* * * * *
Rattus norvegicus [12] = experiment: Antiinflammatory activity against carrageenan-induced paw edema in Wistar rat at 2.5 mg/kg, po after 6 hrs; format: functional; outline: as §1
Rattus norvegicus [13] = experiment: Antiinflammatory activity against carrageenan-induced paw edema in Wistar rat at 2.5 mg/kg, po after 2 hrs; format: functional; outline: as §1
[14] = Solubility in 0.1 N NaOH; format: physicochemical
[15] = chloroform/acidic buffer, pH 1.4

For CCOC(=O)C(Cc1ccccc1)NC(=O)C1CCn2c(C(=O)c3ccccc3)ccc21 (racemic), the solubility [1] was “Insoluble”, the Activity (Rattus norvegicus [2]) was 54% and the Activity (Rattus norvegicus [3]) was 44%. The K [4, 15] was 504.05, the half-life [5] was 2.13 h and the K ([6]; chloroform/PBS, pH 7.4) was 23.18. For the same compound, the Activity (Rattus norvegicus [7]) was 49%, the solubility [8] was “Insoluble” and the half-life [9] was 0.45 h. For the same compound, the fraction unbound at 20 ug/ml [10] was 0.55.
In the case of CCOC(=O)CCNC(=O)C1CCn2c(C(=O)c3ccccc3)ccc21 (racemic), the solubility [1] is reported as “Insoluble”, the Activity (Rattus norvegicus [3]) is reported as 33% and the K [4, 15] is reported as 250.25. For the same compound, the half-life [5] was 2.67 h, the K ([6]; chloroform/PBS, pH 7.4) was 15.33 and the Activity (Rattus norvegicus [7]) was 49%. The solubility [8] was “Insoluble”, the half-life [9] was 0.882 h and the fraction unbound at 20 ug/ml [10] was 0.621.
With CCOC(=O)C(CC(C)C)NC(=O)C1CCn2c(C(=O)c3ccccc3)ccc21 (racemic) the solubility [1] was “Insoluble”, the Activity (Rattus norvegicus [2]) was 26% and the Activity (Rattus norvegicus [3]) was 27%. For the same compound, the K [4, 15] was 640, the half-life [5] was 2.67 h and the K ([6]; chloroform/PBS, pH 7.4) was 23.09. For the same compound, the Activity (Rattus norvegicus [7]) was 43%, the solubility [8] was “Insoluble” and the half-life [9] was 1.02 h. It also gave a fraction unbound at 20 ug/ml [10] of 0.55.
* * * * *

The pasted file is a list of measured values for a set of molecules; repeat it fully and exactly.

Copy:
Rattus norvegicus [12] = experiment: Antiinflammatory activity against carrageenan-induced paw edema in Wistar rat at 2.5 mg/kg, po after 6 hrs; format: functional; outline: as §1
Rattus norvegicus [13] = experiment: Antiinflammatory activity against carrageenan-induced paw edema in Wistar rat at 2.5 mg/kg, po after 2 hrs; format: functional; outline: as §1
[14] = Solubility in 0.1 N NaOH; format: physicochemical
[15] = chloroform/acidic buffer, pH 1.4

For CCOC(=O)C(Cc1ccccc1)NC(=O)C1CCn2c(C(=O)c3ccccc3)ccc21 (racemic), the solubility [1] was “Insoluble”, the Activity (Rattus norvegicus [2]) was 54% and the Activity (Rattus norvegicus [3]) was 44%. The K [4, 15] was 504.05, the half-life [5] was 2.13 h and the K ([6]; chloroform/PBS, pH 7.4) was 23.18. For the same compound, the Activity (Rattus norvegicus [7]) was 49%, the solubility [8] was “Insoluble” and the half-life [9] was 0.45 h. For the same compound, the fraction unbound at 20 ug/ml [10] was 0.55.
In the case of CCOC(=O)CCNC(=O)C1CCn2c(C(=O)c3ccccc3)ccc21 (racemic), the solubility [1] is reported as “Insoluble”, the Activity (Rattus norvegicus [3]) is reported as 33% and the K [4, 15] is reported as 250.25. For the same compound, the half-life [5] was 2.67 h, the K ([6]; chloroform/PBS, pH 7.4) was 15.33 and the Activity (Rattus norvegicus [7]) was 49%. The solubility [8] was “Insoluble”, the half-life [9] was 0.882 h and the fraction unbound at 20 ug/ml [10] was 0.621.
With CCOC(=O)C(CC(C)C)NC(=O)C1CCn2c(C(=O)c3ccccc3)ccc21 (racemic) the solubility [1] was “Insoluble”, the Activity (Rattus norvegicus [2]) was 26% and the Activity (Rattus norvegicus [3]) was 27%. For the same compound, the K [4, 15] was 640, the half-life [5] was 2.67 h and the K ([6]; chloroform/PBS, pH 7.4) was 23.09. For the same compound, the Activity (Rattus norvegicus [7]) was 43%, the solubility [8] was “Insoluble” and the half-life [9] was 1.02 h. It also gave a fraction unbound at 20 ug/ml [10] of 0.55.